The Well is specialized, a little ugly, and requires some setup before it becomes useful. But once sound effects have been successfully integrated, it is quick and flexible to search, and it has some unique features aimed at film & TV picture editors and their assistants who need to get their temp work done efficiently and under time pressure.
Help is available...Click here for The Well’s online Help page.
Account RequiredTo download The Well, you must log in. If you don’t have a login, you may create an account.
PLEASE NOTE: tech support is not offered: you are on your own!
Why this app and not something else?
Consider the following features:
- it’s free, which means a team can use it without arguing with the post producer
- you can collect your most-used sound effects in Favorites Lists, which themselves are organized hierarchically by Favorites Group > Favorites Project > Favorites List. Just create a List and add and subtract sound effects from it with the plus and minus buttons visible in each sound effect record. Then, call up any Favorites List to display just those sound effects.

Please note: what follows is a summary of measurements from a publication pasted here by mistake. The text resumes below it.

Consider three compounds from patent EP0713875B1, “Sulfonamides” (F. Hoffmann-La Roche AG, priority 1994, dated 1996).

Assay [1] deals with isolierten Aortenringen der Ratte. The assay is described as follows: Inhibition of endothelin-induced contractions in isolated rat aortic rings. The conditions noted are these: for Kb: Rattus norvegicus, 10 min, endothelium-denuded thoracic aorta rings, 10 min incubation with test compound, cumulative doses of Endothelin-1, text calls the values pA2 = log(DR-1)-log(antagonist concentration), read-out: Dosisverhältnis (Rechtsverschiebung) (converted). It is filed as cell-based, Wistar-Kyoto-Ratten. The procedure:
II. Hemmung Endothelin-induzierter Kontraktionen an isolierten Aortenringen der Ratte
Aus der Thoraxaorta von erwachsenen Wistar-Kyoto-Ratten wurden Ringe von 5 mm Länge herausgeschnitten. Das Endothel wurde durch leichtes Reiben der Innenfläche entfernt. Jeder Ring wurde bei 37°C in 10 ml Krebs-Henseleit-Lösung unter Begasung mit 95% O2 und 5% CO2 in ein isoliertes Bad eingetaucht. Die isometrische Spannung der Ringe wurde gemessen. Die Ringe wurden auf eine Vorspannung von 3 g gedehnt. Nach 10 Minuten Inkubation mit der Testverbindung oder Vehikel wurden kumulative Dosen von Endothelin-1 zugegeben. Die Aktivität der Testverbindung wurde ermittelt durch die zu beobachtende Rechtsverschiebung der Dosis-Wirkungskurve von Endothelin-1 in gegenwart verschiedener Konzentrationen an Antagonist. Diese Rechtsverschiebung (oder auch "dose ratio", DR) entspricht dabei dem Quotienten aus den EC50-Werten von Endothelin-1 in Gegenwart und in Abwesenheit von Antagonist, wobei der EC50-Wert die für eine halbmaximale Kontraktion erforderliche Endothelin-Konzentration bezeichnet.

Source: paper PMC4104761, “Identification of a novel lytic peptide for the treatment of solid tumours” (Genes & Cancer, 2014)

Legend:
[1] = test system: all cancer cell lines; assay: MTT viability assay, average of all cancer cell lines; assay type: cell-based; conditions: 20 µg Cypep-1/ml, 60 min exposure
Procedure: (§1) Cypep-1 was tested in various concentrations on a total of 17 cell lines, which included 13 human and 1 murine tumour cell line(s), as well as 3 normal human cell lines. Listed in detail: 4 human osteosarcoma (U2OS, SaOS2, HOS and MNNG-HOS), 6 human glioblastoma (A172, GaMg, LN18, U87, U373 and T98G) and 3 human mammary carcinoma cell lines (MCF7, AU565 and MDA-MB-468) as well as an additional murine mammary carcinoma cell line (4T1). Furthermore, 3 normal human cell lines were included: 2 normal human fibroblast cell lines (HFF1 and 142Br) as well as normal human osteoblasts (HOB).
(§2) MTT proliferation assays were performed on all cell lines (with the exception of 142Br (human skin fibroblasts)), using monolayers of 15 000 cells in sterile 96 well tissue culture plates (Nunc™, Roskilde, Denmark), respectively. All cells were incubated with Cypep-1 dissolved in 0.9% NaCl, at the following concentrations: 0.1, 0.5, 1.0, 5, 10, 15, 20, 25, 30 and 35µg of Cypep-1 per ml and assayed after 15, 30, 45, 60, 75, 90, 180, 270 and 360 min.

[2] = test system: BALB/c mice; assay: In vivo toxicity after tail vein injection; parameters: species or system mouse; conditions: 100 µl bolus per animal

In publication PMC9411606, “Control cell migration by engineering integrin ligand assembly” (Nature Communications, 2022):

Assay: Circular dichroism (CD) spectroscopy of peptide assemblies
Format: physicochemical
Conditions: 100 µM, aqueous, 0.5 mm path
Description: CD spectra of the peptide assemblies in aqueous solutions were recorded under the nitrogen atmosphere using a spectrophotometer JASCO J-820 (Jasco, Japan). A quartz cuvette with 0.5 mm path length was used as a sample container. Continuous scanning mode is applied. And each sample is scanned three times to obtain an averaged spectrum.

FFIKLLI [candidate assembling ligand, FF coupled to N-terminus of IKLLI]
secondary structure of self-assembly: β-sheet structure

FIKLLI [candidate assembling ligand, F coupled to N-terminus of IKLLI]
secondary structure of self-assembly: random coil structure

- audio files can be played back a few seconds in, not just from the start
- audio files can live on a network share (it works well on Avid Unity/ISIS, for example)
- the app supports sound libraries that use indexes; additionally:
- if you have indexes in your metadata, but your audio file for a certain Track is a mashup of all of the Track’s Indexes, the app will still play the audio file (i.e.: the app has failover from Indexes greater than 1 to Index 1 for playback)
- if you have no indexes in your metadata, but your sound files on disk are split into several Indexes per Track, there is a Find Missing Indexes function to bring those missing tracks into the database (the audio files only have to be in the proper folder and correctly named)
- the file names of exported sound effects reflect the Group/Folder/Track/Index of the sound effect (equivalent to collection/CD/track/index), so your post-production sound team can see what you used to build your temp tracks
- an optional prefix can be added to the file name on export to help you stay organized (e.g.: “swamp fight” or “Sc.3 saloon atmos”)